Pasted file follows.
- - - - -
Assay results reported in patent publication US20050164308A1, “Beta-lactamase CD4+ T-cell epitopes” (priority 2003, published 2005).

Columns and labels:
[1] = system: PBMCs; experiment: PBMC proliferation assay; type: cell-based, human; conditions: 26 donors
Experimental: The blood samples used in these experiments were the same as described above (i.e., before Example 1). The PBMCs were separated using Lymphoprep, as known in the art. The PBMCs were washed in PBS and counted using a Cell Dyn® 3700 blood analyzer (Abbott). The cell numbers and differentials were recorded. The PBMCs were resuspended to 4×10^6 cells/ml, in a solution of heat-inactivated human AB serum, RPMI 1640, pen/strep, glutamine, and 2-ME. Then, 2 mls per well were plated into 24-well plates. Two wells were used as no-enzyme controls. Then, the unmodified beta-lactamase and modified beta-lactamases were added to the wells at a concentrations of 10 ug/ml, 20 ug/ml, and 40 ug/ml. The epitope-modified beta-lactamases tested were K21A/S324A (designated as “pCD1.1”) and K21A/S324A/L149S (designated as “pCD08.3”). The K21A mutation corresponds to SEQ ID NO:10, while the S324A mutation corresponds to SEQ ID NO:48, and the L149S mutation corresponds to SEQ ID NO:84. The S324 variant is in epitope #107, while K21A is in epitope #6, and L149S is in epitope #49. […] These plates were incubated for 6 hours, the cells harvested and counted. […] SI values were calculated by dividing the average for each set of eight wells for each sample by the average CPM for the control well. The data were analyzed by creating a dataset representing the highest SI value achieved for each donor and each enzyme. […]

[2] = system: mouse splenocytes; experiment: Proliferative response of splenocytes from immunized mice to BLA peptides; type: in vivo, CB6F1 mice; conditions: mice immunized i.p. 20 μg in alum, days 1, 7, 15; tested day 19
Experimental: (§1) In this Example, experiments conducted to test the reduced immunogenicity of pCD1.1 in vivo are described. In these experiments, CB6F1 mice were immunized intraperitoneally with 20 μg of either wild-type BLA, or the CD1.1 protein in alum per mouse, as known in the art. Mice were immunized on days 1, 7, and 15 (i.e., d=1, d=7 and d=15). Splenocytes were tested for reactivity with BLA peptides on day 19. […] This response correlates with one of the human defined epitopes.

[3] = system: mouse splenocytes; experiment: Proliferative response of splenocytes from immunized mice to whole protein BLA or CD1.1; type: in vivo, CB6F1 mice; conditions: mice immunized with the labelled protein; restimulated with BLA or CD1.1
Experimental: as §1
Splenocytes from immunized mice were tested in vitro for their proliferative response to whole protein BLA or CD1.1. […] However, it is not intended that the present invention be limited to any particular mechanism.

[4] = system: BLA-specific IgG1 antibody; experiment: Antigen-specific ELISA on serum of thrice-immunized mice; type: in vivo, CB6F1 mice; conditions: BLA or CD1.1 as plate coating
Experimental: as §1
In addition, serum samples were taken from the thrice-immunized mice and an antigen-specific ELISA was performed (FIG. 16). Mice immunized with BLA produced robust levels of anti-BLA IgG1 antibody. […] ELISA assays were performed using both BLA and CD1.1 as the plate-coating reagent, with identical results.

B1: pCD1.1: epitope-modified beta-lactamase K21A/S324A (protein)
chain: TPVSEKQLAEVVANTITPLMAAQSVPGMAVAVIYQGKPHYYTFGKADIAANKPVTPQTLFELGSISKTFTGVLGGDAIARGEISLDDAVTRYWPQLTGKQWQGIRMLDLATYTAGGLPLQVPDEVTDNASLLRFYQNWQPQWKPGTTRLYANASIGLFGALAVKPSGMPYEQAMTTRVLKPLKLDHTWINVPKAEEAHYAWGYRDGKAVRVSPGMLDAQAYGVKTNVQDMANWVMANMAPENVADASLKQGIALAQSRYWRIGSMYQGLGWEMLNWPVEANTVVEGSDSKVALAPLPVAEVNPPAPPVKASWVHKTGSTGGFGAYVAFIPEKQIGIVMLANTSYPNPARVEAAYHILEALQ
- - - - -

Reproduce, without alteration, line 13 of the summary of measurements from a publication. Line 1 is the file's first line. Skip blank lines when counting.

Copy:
B1: pCD1.1: epitope-modified beta-lactamase K21A/S324A (protein)